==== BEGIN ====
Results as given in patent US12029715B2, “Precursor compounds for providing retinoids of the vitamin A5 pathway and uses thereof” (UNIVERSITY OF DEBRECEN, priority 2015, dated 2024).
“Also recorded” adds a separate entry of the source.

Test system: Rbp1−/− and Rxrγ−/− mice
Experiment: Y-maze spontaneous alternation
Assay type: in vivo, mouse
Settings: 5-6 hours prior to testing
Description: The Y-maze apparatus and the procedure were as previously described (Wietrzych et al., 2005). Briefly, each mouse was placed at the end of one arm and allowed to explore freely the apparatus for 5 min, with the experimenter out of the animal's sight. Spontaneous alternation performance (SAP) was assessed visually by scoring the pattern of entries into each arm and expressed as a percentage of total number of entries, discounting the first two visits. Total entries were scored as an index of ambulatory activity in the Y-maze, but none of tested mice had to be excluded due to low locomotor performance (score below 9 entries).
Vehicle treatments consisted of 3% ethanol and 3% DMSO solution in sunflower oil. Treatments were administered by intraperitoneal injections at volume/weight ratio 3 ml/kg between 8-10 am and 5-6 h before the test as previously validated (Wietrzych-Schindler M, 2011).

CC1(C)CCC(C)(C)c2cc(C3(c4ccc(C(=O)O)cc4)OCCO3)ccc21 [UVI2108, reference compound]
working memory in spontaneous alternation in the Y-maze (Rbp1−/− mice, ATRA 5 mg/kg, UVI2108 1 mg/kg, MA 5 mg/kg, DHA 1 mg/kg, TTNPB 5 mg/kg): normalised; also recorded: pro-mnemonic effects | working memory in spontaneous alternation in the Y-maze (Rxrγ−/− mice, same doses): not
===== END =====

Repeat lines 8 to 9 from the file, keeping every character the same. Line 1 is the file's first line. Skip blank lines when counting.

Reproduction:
Vehicle treatments consisted of 3% ethanol and 3% DMSO solution in sunflower oil. Treatments were administered by intraperitoneal injections at volume/weight ratio 3 ml/kg between 8-10 am and 5-6 h before the test as previously validated (Wietrzych-Schindler M, 2011).

CC1(C)CCC(C)(C)c2cc(C3(c4ccc(C(=O)O)cc4)OCCO3)ccc21 [UVI2108, reference compound]